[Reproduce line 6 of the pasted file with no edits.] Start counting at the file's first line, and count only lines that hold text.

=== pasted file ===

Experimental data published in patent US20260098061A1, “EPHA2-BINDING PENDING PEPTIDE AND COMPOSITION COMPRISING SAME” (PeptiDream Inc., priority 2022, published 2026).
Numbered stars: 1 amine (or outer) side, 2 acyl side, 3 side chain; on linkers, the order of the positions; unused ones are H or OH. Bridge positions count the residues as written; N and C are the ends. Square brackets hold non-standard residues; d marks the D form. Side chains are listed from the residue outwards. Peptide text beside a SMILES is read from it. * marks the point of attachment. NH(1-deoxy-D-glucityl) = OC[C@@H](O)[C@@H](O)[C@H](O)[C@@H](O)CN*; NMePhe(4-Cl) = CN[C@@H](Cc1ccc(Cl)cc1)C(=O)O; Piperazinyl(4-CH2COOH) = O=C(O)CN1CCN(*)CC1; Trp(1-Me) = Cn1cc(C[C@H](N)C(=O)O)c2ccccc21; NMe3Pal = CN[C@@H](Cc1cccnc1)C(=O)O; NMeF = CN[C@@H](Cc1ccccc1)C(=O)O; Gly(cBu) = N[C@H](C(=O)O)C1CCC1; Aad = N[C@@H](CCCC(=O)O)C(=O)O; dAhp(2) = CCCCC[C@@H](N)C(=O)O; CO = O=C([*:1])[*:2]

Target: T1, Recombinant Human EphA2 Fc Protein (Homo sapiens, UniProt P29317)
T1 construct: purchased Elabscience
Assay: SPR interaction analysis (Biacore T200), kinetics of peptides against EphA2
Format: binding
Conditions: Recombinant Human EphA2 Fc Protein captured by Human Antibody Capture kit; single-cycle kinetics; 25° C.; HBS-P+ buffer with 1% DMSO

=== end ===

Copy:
Format: binding